Dave Matthews Reveals His Political Side on New Album
April 10th, 1998
Allstar Magazine -
Dave Matthews taps into his more political -- and at the same time, darker -- side on the band's forthcoming album, Before These Crowded Streets, due April 28 on RCA.
Some of the most compelling tracks on the album, which was produced by Steve Lillywhite, who also produced 1996's Crash and 1994's Under the Table and Dreaming, are the ones that veer off from the group's usual happy, infectious songs. (Not that there's anything wrong with upbeat tunes, of course.) "The Last Stop," the first single "Don't Drink the Water," and the revamped "Halloween" are among the songs that capture Matthews' more manic vocal presentation, in which on the former two he's practically screaming at the end.
"Halloween" was the song originally slated for the Scream II soundtrack, but as Matthews tells it, "it ended up being a crap soundtrack, and we liked it too much so we didn't give them that, we gave them 'Help Myself' instead." A different version of "Halloween" appeared on the group's Recently EP, but was re-recorded with the Kronos String Quartet for Before These Crowded Streets.
"Like the opera voice?" Matthews shyly asks about "Halloween." "It was a last- minute thing, a joke. There's this little Vincent Price voice in there that I was doing, that was one take, really. We were sitting around mixing it up in New York a couple of months later and I was jokingly doing my little strained tenor and Steve [Lillywhite] is like [puts on a heavy British accent], 'That's brilliant.' So we kept it."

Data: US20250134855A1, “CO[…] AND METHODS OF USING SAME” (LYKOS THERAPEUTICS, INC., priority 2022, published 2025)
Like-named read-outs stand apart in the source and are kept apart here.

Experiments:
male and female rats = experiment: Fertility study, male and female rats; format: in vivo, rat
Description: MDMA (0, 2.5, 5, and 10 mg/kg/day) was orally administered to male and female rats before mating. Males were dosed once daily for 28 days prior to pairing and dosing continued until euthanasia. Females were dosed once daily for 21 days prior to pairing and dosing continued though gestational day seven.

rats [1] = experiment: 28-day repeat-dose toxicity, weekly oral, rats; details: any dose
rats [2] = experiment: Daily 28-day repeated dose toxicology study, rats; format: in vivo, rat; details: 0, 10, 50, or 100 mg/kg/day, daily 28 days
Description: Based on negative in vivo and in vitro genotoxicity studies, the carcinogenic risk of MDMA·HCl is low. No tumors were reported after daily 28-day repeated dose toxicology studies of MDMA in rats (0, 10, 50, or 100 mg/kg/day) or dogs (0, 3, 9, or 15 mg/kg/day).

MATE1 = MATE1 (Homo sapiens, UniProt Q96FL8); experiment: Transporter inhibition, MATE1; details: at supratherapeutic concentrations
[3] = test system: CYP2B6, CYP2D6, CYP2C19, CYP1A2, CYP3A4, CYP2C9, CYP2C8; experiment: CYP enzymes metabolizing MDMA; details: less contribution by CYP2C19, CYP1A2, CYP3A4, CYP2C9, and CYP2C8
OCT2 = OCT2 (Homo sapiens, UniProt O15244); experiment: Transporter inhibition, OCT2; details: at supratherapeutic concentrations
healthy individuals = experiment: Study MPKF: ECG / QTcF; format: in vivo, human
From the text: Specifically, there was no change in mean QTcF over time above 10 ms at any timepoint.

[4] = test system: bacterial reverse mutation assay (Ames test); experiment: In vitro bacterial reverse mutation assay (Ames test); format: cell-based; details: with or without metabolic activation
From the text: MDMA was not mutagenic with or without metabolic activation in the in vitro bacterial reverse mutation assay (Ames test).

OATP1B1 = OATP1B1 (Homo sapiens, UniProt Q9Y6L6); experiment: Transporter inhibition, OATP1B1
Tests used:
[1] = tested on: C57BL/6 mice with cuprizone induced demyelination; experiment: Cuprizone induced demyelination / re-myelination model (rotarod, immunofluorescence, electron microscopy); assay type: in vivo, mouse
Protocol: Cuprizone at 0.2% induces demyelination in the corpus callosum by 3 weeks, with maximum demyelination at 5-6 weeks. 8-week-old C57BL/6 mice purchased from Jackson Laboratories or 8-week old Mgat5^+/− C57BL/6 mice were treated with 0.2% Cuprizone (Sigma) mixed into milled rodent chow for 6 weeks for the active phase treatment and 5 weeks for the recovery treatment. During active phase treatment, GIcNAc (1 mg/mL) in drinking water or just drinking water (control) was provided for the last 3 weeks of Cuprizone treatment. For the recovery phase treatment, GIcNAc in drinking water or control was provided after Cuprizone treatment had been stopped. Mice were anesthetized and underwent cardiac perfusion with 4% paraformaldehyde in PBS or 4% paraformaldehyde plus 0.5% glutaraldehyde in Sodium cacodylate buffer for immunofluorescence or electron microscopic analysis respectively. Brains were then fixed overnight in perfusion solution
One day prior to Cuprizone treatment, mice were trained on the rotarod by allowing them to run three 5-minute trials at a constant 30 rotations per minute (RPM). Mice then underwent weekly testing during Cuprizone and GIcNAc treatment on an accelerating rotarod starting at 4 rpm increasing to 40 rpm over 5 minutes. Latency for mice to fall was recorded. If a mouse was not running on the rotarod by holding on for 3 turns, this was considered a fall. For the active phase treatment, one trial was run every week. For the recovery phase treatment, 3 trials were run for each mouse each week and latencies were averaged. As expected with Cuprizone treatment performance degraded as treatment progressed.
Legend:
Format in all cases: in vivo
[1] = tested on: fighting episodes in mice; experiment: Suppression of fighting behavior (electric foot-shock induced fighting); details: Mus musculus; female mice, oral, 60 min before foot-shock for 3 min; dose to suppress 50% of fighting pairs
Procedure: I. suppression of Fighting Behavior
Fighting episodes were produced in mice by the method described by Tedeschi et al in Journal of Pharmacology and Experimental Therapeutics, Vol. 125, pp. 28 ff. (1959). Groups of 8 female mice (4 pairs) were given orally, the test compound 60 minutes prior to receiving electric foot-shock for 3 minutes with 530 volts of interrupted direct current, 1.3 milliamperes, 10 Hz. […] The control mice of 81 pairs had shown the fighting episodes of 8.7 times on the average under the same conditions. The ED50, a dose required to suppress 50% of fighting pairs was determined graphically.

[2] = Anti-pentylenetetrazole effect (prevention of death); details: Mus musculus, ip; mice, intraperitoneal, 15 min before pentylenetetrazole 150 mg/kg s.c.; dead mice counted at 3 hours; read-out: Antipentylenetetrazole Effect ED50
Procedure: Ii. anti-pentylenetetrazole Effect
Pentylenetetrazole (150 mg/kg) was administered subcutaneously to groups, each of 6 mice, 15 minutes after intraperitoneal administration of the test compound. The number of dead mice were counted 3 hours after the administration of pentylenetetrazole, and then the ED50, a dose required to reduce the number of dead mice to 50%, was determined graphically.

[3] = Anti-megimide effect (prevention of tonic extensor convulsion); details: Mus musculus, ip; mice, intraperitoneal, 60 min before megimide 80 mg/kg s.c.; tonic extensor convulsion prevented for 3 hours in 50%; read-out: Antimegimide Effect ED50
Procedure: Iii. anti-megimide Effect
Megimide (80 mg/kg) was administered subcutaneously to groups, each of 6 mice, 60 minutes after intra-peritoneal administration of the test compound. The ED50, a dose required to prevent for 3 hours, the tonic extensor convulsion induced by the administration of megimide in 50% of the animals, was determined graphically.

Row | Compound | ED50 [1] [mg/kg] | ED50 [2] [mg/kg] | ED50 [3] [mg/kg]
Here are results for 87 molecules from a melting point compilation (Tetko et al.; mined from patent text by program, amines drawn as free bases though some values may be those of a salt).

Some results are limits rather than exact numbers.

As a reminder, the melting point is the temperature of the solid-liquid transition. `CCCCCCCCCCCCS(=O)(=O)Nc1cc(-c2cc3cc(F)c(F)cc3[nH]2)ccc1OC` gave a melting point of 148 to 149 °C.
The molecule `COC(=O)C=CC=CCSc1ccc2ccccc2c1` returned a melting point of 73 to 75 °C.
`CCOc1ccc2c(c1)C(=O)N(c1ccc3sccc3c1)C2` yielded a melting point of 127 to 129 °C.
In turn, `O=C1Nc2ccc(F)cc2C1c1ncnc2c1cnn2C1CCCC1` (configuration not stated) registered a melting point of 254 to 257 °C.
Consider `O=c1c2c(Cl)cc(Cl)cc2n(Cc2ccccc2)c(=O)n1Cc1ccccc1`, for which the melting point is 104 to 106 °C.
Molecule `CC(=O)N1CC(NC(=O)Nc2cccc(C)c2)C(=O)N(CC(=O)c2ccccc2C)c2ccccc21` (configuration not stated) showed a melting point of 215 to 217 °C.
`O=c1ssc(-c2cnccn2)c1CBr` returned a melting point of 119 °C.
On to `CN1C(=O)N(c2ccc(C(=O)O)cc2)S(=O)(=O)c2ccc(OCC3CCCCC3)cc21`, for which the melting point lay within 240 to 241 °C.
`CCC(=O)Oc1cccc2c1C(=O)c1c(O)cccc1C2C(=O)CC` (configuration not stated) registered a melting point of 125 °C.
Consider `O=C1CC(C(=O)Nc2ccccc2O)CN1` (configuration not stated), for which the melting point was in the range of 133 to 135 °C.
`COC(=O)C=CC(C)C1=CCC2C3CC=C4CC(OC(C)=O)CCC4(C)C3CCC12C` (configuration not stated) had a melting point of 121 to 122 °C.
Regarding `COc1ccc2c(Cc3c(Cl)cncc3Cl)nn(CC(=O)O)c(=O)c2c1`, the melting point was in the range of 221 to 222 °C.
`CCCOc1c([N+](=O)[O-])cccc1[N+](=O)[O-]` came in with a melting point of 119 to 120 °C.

As for the political songs, "The Last Stop" finds one wondering who Matthews is yelling at as he shouts, "You're always so righteous." "I am yelling, aren't I? It's really not at myself, but maybe it should be. I find it a little frustrating that maybe because it's been so long since there's been a really devastating war that we are all so headstrong, and it just scares me.
"I know growing up in South Africa how quickly hatred can turn to blind violence on all levels," continues Matthews, "but the way the media all over the world -- I don't want to just indict the powers that be in America, because certainly they're not alone in stupid behavior, so I'm not at all saying that Saddam Hussein is not bananafish, but I mean, hey, we put him there, but I'm getting off track -- but I find the eagerness to go to... the willingness of the media, or at the least the popular voice, the prevailing voice, the louded voice, the willingness to want to go to war. I just don't think it always ends up as you want it to.... It's frightening to me when people say, 'We're not gonna stand for it.' I don't like strong language when there's guns to back it up."